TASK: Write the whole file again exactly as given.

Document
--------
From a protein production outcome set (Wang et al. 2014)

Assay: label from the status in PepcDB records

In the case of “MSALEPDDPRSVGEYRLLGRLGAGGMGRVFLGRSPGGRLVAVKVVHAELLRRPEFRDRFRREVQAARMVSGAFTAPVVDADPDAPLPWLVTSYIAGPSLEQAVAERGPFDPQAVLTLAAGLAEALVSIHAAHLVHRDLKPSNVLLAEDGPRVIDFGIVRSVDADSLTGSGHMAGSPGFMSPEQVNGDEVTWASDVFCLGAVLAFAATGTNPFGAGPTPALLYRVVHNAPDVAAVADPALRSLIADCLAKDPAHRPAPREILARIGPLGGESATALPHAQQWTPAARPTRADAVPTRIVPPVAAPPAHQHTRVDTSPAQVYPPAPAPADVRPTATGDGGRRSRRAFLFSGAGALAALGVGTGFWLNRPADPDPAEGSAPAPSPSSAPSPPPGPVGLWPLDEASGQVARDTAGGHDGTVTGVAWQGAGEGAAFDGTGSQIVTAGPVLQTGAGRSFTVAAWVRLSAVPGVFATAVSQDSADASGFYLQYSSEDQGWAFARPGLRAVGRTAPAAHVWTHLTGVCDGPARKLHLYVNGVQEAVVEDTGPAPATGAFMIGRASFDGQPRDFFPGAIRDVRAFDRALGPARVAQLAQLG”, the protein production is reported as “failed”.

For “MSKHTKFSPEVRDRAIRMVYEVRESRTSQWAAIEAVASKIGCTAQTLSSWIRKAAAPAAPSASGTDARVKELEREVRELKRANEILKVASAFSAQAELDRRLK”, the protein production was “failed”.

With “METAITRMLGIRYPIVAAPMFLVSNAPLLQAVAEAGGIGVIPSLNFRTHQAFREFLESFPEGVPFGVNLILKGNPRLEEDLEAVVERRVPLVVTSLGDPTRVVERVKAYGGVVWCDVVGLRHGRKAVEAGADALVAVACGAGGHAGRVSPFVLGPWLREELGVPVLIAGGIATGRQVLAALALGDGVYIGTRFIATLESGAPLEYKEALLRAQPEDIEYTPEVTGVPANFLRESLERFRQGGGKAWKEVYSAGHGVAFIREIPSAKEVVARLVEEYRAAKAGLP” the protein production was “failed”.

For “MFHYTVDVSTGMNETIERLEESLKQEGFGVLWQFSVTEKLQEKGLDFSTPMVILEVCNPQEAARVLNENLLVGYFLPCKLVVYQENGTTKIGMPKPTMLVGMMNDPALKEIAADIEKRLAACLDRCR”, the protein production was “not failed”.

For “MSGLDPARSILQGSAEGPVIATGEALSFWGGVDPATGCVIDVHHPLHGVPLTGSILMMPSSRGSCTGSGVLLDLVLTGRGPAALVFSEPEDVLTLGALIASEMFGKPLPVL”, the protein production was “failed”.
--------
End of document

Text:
From a protein production outcome set (Wang et al. 2014)

Assay: label from the status in PepcDB records

In the case of “MSALEPDDPRSVGEYRLLGRLGAGGMGRVFLGRSPGGRLVAVKVVHAELLRRPEFRDRFRREVQAARMVSGAFTAPVVDADPDAPLPWLVTSYIAGPSLEQAVAERGPFDPQAVLTLAAGLAEALVSIHAAHLVHRDLKPSNVLLAEDGPRVIDFGIVRSVDADSLTGSGHMAGSPGFMSPEQVNGDEVTWASDVFCLGAVLAFAATGTNPFGAGPTPALLYRVVHNAPDVAAVADPALRSLIADCLAKDPAHRPAPREILARIGPLGGESATALPHAQQWTPAARPTRADAVPTRIVPPVAAPPAHQHTRVDTSPAQVYPPAPAPADVRPTATGDGGRRSRRAFLFSGAGALAALGVGTGFWLNRPADPDPAEGSAPAPSPSSAPSPPPGPVGLWPLDEASGQVARDTAGGHDGTVTGVAWQGAGEGAAFDGTGSQIVTAGPVLQTGAGRSFTVAAWVRLSAVPGVFATAVSQDSADASGFYLQYSSEDQGWAFARPGLRAVGRTAPAAHVWTHLTGVCDGPARKLHLYVNGVQEAVVEDTGPAPATGAFMIGRASFDGQPRDFFPGAIRDVRAFDRALGPARVAQLAQLG”, the protein production is reported as “failed”.

For “MSKHTKFSPEVRDRAIRMVYEVRESRTSQWAAIEAVASKIGCTAQTLSSWIRKAAAPAAPSASGTDARVKELEREVRELKRANEILKVASAFSAQAELDRRLK”, the protein production was “failed”.

With “METAITRMLGIRYPIVAAPMFLVSNAPLLQAVAEAGGIGVIPSLNFRTHQAFREFLESFPEGVPFGVNLILKGNPRLEEDLEAVVERRVPLVVTSLGDPTRVVERVKAYGGVVWCDVVGLRHGRKAVEAGADALVAVACGAGGHAGRVSPFVLGPWLREELGVPVLIAGGIATGRQVLAALALGDGVYIGTRFIATLESGAPLEYKEALLRAQPEDIEYTPEVTGVPANFLRESLERFRQGGGKAWKEVYSAGHGVAFIREIPSAKEVVARLVEEYRAAKAGLP” the protein production was “failed”.

For “MFHYTVDVSTGMNETIERLEESLKQEGFGVLWQFSVTEKLQEKGLDFSTPMVILEVCNPQEAARVLNENLLVGYFLPCKLVVYQENGTTKIGMPKPTMLVGMMNDPALKEIAADIEKRLAACLDRCR”, the protein production was “not failed”.

For “MSGLDPARSILQGSAEGPVIATGEALSFWGGVDPATGCVIDVHHPLHGVPLTGSILMMPSSRGSCTGSGVLLDLVLTGRGPAALVFSEPEDVLTLGALIASEMFGKPLPVL”, the protein production was “failed”.